We all get them – letters through the post or emails encouraging us to buy something. Over the years direct marketing has become more intense as advertisers battle for our money. This intensity and need to be noticed seems to have led to clearly unethical practices such as selling names of customers to other firms against their wishes and bombarding elderly vulnerable people with multiple requests.
However, there are grounds to ask – in its methods, in its very being, Is direct marketing unethical?
Direct marketers are trained to deliberately exploit human emotions – to tap into the subconscious to get people to buy. For example, it would seem that you are a bad mother if you do not use a certain brand of soap power or if you do not give your child the right cheesy snack for lunch. Teenagers are targeted remorselessly – if you do not use a certain pimple removal cream you will not be popular.
Another unethical trick of direct marketers is to lie about scarcity and a time limit. For example, “…we will only allow 600 people to take up this offer so act quickly.” Or “This magnificent offer will close in 15 minutes so act now.” Of course, next month you get the make mail shot and when yo revisit the site they give you another 15 minutes to buy!!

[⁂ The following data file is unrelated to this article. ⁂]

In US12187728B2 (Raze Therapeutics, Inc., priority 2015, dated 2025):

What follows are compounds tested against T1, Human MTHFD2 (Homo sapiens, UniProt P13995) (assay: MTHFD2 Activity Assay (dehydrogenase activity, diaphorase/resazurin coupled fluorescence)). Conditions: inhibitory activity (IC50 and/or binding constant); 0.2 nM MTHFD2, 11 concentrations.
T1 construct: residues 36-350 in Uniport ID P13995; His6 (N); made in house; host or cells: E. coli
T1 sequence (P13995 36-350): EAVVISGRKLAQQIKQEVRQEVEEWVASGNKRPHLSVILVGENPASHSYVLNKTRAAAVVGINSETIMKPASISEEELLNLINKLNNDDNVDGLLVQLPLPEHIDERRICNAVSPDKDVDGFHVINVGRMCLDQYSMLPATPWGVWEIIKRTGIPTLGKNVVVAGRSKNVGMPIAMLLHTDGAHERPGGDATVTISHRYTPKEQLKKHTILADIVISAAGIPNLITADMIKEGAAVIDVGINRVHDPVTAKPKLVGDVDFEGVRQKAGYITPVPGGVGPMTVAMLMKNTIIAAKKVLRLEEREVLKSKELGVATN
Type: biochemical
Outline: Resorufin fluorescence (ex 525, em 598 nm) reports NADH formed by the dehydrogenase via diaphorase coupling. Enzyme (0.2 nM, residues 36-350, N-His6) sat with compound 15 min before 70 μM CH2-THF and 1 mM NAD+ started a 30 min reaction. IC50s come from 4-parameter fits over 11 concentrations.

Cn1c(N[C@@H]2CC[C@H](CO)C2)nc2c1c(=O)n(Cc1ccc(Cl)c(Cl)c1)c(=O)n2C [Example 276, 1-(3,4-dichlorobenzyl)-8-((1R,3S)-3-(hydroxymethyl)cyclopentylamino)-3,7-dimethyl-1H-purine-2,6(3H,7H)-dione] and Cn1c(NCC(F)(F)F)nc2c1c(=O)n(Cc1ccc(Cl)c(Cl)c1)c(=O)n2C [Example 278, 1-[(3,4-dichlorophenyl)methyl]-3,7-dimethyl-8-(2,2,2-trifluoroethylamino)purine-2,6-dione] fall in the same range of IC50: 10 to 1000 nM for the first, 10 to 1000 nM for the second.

Perhaps the most unethical trick of all is to “sell the sizzle”. Direct markets usually start with a story that tugs your heart-strings – how the seller came from nothing to be a success or how someone was grossly overweight and list 14 stone. They tell you how horrible life was and how if you buy their product life will be better in so many ways. You can tell all this is false because those who sell the product hire copywriters to fluff up the story. Not are probably untrue. Some sellers even hire celebrities to front their product and make it look as if the celebrity invented it and uses it.
Years of research have given direct markets a list of “heart strings” to pull. For example, the wish to be a good father or mother (provide for your family) , to be wealthy, to be free or work one does not like, to have a nice house or car or boat. In other words to sell their product they work up your emotions. There are books and books teaching direct marketers how to do this.
Is direct marketing unethical? On balance yes, you are using underhand techniques that tap into the heart of what it mans to be human to persuade people to buy things they probably don’t really want and definitely do not need.